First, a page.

Bernard Lewis, the Western World’s foremost Islamic historian (whose new book “What Went Wrong: Western Impact and Middle Eastern Response” is scheduled to be published this month), has an interesting view of Islamic history that provides a lesson to anyone interested in success. Lewis says, “For many, many centuries, the Islamic world was the world’s greatest, most open, most enlightened, most creative, and most powerful civilization. And then within a relatively short period of time everything went wrong.” This produced frustration and humiliation — especially for the literate Islamic people who saw history as an arena where God’s will was worked out.

The problems that beset Islam provoked two very different responses. One was to ask, “What did we do wrong?” This, Lewis says, is what the Turks have been asking. The other was to ask, “Who did this to us?” This, Lewis suggests, is what the fundamentalists have done. The Turks, Lewis points out, have benefited greatly from their approach. They have modernized and prospered. The fundamentalist countries have experienced a different result.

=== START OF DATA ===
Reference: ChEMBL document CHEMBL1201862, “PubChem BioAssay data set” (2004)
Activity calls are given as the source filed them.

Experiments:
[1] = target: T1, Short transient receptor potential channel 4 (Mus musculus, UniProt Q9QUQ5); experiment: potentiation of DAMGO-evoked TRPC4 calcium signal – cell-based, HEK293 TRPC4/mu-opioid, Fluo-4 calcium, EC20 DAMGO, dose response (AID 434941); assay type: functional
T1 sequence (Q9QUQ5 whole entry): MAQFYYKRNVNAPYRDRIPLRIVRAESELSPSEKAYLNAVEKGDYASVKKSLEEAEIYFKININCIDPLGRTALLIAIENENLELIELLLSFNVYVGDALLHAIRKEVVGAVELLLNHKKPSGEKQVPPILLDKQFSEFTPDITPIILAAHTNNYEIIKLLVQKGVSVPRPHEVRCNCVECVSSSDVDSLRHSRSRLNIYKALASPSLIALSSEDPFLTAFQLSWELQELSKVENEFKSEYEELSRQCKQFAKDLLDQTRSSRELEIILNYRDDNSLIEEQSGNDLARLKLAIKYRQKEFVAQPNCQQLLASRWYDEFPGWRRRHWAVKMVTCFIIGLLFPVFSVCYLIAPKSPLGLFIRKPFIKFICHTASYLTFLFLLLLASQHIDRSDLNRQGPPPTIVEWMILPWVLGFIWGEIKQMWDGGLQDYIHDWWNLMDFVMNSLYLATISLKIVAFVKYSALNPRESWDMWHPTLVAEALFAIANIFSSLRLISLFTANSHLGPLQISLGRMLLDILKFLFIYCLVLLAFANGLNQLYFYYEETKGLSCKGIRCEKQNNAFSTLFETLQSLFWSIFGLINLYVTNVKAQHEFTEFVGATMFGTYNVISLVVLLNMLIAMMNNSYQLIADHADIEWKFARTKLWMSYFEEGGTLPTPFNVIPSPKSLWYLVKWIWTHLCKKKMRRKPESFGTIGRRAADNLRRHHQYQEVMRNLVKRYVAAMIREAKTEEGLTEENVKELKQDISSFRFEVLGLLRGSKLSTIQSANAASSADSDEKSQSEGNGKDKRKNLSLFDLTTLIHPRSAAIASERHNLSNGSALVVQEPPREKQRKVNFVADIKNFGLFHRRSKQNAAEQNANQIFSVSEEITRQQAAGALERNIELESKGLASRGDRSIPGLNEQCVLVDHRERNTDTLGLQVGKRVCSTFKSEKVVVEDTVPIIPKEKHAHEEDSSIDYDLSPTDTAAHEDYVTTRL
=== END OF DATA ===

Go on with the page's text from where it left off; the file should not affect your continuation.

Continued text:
Despite (in some cases) great natural riches, they have seen their economies crumble, their freedoms disintegrate, and their culture harden. That has created a political climate that nurtures “conspiracy theories and neurotic fantasies of every kind” and, eventually, jihads. Reading this reminded me of GR, a friend and colleague of mine. I met GR four years ago. He had just opened a new business, and it was doing well. He had a unique product, and he was an expert at providing it. He charged a lot of money for it, but his customers paid it — happy to have his personal attention and the benefit of his knowledge.